MANILA (Reuters) - Mutual praise, warm handshakes and even an impromptu love song at a lavish dinner suggest U.S. President Donald Trump and Philippine leader Rodrigo Duterte want a fresh start after the biggest breakdown in U.S.-Philippine ties in years.
Their meeting on Monday during a summit of Asian leaders in Manila was arguably the most anticipated of the three-day event and went off well, with Duterte’s aides talking up the rapport the two had, and Trump boasting of his “great relationship” with the similarly mercurial Philippines leader.
It came a little over a year after Duterte announced his “separation” from the United States and sought new alliances with China and Russia. Angered by Barack Obama’s criticism of his war on drugs, he told the then-U.S. president to “go to hell”, shocking American businesses and a Philippine military heavily reliant on the help of the Pentagon.
Central to the rapprochement this week was Duterte holding his tongue, and Trump not expressing concern about Duterte’s centrepiece policy - the crackdown on drugs that has killed thousands of Filipinos.
“Tensions and damage inflicted during the Obama administration has somehow been repaired, looking at the executive relationship, it has essentially been normalised,” said Richard Javad Heydarian, an author and a political science professor at Manila’s De La Salle University.
“The modus operandi is, Trump doesn’t openly criticise Duterte’s war on drugs and Duterte tones down his direct attacks on the U.S.”
Even with Trump in the White House, Duterte had repeatedly railed at the “hypocrisy” of his country’s former colonial ruler. He has accused Washington of treating the Philippines like a dog and said he would not visit the United States, because it was “lousy”.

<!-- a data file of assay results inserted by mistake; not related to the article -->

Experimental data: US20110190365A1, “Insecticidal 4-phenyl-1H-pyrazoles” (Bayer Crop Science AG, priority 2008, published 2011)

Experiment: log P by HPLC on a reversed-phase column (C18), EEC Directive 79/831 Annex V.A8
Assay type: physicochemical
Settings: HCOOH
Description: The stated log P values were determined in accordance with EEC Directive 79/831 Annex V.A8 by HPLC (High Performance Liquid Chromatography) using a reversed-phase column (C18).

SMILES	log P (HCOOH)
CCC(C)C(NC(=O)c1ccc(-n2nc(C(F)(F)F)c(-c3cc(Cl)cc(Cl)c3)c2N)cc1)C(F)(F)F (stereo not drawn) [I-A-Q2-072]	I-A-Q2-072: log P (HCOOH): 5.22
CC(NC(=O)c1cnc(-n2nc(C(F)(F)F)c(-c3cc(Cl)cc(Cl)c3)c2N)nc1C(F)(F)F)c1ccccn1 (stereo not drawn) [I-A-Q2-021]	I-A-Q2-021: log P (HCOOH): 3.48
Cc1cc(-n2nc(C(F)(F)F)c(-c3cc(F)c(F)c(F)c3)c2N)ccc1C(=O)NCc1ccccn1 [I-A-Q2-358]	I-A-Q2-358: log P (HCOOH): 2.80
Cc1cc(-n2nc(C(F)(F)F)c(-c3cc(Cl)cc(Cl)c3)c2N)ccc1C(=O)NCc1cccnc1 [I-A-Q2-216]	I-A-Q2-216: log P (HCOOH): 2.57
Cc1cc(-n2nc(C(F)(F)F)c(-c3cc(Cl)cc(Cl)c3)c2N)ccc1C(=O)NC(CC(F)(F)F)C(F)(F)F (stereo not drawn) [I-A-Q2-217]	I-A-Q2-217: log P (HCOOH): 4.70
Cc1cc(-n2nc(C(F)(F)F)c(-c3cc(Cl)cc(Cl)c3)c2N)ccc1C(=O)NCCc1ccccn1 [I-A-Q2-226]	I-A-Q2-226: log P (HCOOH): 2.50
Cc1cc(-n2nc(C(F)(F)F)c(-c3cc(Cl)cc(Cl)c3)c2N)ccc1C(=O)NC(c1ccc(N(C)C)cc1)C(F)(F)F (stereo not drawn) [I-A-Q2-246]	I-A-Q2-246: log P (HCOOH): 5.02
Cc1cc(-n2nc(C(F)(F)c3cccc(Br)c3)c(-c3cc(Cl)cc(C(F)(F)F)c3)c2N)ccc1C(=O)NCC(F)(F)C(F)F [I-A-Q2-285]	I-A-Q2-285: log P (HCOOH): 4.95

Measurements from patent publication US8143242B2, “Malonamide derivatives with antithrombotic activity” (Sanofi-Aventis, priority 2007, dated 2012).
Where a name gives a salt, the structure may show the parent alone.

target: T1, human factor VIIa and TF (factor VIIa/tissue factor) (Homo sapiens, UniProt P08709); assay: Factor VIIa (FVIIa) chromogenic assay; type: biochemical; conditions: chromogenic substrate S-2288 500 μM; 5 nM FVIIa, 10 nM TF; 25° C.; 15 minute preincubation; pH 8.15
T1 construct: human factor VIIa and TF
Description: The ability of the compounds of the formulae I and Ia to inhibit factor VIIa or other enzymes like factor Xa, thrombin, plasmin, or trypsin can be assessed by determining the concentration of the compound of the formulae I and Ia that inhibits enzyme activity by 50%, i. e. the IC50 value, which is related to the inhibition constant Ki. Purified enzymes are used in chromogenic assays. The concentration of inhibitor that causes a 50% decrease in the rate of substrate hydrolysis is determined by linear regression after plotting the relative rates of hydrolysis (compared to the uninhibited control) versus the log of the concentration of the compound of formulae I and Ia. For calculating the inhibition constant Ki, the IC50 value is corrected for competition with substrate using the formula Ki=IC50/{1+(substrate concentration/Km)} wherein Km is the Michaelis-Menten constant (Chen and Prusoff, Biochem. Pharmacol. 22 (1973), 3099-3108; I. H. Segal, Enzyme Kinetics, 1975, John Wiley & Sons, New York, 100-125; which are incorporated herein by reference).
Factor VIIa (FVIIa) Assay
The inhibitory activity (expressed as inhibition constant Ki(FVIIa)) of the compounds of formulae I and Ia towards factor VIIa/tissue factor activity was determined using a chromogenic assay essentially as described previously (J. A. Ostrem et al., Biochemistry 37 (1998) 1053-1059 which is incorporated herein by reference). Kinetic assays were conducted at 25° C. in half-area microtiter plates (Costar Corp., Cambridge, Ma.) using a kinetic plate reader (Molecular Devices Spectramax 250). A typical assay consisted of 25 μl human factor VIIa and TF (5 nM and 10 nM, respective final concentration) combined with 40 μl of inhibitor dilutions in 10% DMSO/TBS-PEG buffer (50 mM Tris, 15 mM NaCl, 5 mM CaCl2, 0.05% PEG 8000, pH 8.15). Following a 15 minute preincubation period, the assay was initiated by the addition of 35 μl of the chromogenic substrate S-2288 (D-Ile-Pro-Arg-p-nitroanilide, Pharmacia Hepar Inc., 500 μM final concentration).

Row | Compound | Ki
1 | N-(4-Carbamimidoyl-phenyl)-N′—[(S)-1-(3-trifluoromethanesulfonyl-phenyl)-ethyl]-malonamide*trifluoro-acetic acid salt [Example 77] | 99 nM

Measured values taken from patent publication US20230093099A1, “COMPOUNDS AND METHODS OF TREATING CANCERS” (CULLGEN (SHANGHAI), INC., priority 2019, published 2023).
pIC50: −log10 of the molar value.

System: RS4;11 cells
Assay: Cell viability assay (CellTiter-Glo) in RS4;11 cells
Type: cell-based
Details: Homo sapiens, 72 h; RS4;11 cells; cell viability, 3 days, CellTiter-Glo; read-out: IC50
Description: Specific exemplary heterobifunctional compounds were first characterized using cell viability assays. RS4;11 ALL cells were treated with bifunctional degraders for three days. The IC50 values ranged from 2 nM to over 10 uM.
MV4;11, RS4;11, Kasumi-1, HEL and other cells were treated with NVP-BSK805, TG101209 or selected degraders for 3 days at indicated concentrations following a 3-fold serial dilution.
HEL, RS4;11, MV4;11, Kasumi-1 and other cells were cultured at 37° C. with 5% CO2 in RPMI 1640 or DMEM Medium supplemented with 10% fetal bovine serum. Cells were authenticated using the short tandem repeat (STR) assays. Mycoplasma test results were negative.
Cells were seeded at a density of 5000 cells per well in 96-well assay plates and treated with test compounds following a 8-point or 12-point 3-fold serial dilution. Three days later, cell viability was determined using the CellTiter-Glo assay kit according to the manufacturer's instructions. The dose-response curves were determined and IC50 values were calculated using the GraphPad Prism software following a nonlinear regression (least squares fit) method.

But there was none of Duterte’s trademark hostility this week and some indications that both countries had taken a calibrated approach to ensure the two leaders hit it off.
Contrary to traditional seating protocol for a summit of the Association of South East Asian Nations (ASEAN), the two were seated next to each other at Sunday’s gala dinner.
Duterte sang a hit Filipino love song at that event, and joked it was “on the orders of the U.S. commander-in-chief”.
Although Duterte’s fallout with Obama was acrimonious, the fissures between the two long-term allies did not run deep, with joint programmes across various sectors largely intact.
That included dozens of annual joint military exercises over the past year. This year, the Philippines military relied on U.S. technical support in its biggest-ever urban battle, ending a five-month occupation of a southern city by rebels loyal to Islamic State.
There were no signs of an exodus of American business under Duterte either, with $353 million of investments from the United States recorded in the first eight months of this year, compared to $90 million in the same period in 2016, according to the Philippines central bank.
There were conflicting accounts of what was discussed between Trump and Duterte on Monday, however.
A White House spokeswoman said human rights was talked about, in the context of the drugs war. Duterte’s spokesman, Harry Roque, said that was not the case, although Duterte had explained his anti-drugs campaign to Trump, who nodded and “seemed to be in agreement”.
“The relationship appears to be very warm and very friendly, getting very candid,” Roque said. “They have similar feelings towards former U.S. President Barack Obama.”
Duterte had said last week he would tell Trump to “lay off” if he talked about human rights.
But according to a senior White House official, Duterte raised the issue himself.
“He had an explanation and he pre-emptively brought it up,” the official said, estimating Duterte did 90 percent of the talking.
The two leaders agreed to further strengthen the decades-old defence alliance between them, one that Duterte had previously threatened to abort.
Heydarian, the professor, however said that even with improved ties, Trump would be powerless to stop moves by Duterte to diversify foreign relations beyond the United States to include China and Russia, and tap them for anything from loans and infrastructure to rifles and jeeps.
“I don’t think that the Trump-Duterte convivial hobnob will ever be enough to change Duterte’s strategic orientation,” he said.
“We have stopped the haemorrhaging of the alliance, but it will never go back to being special and sacred as it was before Duterte came to power.”
Additional reporting by Steve Holland and Enrico dela Cruz; Editing by Raju Gopalakrishnan